What is a bodhisattva? In many convert Buddhist communities, the emphasis is on the “bodhisattva vow” to save all beings, and the ritual of having taken that vow defines one as a bodhisattva. In this sense, practicing the bodhisattva path is primarily around the underlying intention one brings to Dharma practice. The idea has roots in early discourses where the Buddha reports having made the vow to become a fully awakened Buddha himself in the presence of a long previous Buddha, Dīpaṇkara (24 Buddhas back). This vow made him into the bodhisatta, an “awakening being,” for the countless eons between then and our era.
This developed into the idea that bodhisattvas delay their own liberation in order to stay in the world of suffering in order to serve others. This relies on a literal interpretation of the teachings on rebirth: that when Buddhas and arahants (disciples of Buddhas who attain full liberation) die, they are no longer reborn into any kind of new body. The Buddha rejected questions about whether he would be “in” or “out” of the world after his death, and his karmic impact is clearly still serving beings long after his death, so I mostly think this is a red herring. If you don’t hold literal views of rebirth, it’s even more a non-issue—or should be. But the teaching continues to inspire, partly because it provides a vehicle for making compassion and service the heart of the path.
As a colloquial term now, “bodhisattva” has kind of replaced the Christian “saint” in some contexts as a term for someone who is devoting significant spiritual energy to the welfare of others. You can see how this idea evolved from the early sources. Originally, “bodhisattva” was about a vow made in the presence of a Buddha to become a Buddha yourself because that’s the most powerful way to express and teach the Dharma. Then the focus was put on the enormous length of time it takes to become a Buddha, with the natural result being that these aspiring Buddhas are hanging out in the ordinary world for a super long time, presumably helping out while they’re in training. Then these impossible vows were invented, turning the period of training into an intentional infinite delay based in compassion. Now, with the postmodern death of literal rebirth as the framework in which these eternities are being expressed, all that’s left is the intention to be of service. Bodhisattvas are now basically spiritual social workers.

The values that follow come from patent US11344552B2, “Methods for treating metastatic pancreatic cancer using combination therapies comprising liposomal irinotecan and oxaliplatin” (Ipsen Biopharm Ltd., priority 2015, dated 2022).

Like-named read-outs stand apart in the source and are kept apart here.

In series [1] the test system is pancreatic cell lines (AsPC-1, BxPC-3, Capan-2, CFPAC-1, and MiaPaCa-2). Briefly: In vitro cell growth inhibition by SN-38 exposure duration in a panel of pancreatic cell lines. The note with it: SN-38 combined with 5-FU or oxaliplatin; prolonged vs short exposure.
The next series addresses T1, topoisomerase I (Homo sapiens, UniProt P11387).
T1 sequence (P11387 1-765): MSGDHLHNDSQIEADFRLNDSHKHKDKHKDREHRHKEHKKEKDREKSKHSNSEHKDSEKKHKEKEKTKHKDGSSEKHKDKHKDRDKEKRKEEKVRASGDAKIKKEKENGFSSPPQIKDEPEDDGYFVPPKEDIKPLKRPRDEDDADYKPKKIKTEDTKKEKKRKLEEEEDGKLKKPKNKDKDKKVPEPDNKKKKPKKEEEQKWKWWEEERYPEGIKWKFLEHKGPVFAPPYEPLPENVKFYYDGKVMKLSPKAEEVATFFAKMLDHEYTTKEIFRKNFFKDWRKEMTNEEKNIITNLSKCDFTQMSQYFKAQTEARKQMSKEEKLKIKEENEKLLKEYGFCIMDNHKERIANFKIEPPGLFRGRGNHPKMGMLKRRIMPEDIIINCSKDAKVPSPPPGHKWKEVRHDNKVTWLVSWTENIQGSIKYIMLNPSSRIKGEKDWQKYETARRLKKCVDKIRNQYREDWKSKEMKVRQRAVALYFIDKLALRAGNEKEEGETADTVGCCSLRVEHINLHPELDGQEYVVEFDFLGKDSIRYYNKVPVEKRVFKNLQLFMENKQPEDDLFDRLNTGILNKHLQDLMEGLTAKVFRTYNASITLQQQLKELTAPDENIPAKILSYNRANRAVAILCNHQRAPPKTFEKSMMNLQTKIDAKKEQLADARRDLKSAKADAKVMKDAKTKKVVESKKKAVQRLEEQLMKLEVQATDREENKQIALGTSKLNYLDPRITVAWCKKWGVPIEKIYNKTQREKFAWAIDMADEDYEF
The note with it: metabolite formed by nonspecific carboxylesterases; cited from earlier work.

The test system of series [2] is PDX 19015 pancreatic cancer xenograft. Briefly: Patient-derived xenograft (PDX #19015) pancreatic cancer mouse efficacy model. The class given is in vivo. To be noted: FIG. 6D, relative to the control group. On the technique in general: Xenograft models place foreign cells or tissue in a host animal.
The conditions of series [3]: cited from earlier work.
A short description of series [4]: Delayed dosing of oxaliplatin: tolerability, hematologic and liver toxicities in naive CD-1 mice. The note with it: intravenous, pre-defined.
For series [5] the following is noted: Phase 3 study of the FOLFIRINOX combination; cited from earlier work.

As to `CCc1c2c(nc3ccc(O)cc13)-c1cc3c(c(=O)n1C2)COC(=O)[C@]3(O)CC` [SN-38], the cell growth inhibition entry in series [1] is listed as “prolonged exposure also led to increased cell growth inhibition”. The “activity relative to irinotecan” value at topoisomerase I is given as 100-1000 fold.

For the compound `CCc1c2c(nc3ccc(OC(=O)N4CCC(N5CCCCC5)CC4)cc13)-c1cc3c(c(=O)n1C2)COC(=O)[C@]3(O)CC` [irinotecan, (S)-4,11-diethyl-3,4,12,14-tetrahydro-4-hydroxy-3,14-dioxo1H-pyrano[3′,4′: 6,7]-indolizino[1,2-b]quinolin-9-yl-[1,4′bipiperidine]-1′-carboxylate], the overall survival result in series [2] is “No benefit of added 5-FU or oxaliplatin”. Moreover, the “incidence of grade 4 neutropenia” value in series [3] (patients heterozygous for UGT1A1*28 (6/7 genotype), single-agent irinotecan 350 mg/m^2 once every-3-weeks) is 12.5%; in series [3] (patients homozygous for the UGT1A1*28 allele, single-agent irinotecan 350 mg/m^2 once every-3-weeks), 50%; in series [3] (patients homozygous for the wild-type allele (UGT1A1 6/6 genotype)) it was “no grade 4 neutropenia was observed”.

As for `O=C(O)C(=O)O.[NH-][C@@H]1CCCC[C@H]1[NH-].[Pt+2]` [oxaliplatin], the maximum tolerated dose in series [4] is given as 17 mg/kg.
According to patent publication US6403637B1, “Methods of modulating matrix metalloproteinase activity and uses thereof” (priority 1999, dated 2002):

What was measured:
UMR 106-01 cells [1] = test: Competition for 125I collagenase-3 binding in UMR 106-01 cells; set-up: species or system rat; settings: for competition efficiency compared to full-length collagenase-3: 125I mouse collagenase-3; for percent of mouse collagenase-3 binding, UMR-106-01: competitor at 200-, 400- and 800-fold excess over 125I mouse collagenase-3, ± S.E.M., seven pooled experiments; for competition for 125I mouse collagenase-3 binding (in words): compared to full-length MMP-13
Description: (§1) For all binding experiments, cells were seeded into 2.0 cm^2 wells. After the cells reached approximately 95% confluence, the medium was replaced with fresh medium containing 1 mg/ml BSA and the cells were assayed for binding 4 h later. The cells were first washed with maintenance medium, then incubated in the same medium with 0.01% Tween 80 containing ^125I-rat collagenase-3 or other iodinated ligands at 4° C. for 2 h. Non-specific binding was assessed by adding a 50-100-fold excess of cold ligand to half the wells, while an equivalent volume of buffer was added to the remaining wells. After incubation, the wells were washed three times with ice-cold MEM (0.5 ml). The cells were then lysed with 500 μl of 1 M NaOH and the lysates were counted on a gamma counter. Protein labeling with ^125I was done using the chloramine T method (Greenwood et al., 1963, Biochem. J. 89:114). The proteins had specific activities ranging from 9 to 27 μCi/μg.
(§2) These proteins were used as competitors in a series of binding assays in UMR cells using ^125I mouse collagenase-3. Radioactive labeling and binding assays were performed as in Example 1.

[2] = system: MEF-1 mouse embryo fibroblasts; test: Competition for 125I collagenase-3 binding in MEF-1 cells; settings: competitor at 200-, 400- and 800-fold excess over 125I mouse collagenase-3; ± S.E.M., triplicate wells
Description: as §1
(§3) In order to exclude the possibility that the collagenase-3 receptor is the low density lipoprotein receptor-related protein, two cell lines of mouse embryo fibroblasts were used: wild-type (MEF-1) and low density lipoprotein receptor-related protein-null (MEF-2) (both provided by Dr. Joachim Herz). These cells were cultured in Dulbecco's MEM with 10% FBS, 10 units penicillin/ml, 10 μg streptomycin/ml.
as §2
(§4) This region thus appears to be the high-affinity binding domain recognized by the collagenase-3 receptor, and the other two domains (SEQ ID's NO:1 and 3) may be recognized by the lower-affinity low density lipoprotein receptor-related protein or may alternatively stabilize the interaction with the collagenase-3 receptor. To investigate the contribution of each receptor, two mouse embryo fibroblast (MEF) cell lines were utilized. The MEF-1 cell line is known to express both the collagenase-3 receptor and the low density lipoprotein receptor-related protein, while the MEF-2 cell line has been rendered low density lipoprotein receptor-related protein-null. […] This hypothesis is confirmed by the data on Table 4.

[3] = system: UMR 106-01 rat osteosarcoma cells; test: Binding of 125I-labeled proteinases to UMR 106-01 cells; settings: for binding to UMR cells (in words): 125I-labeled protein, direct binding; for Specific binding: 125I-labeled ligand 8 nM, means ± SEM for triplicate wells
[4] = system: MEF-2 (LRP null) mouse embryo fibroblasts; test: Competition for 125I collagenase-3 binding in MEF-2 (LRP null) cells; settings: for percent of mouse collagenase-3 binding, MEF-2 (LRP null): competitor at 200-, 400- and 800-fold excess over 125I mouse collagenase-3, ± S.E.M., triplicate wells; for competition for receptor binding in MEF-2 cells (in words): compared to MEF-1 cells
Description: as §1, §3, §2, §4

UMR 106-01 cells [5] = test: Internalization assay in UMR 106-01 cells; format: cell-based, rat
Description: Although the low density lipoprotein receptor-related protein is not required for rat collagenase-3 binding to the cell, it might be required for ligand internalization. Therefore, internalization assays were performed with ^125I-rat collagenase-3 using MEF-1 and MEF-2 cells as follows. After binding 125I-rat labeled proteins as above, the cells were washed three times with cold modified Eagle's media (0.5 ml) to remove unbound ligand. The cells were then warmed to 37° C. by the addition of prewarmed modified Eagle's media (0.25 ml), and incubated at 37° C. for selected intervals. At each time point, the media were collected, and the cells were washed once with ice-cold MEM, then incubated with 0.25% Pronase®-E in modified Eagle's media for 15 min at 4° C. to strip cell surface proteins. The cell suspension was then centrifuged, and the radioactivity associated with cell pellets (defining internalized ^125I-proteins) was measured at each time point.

I know that’s reductive, and ignores the nondual mystical grandeur of the bodhisattva traditions. We’ll get there, but first I want to talk about ethics. If bodhisattvas by definition are practicing for the well-being of others, you would expect a concern with ethics to be their primary domain. Ethics (Pāli: sīla or Sanskrit: śīla) is the domain of practice that is explicitly relational. The “five precepts” emphasized in the Theravāda tradition are guidelines for harm reduction in five domains where our actions most affect others, prohibiting killing, stealing, sexual misconduct, lying, and drunken misconduct. And indeed, Subhūti’s opening question in the Diamond Sūtra, the early Prajñāpāramitā (“Perfection of Wisdom”) text that establishes the Mahāyāna bodhisattva ideal, is about actions: “If a noble son or daughter should set forth on the body side for path, how should they stand, how should they walk, and how should they control their thoughts?” (Diamond Sūtra 2, tr. Red Pine)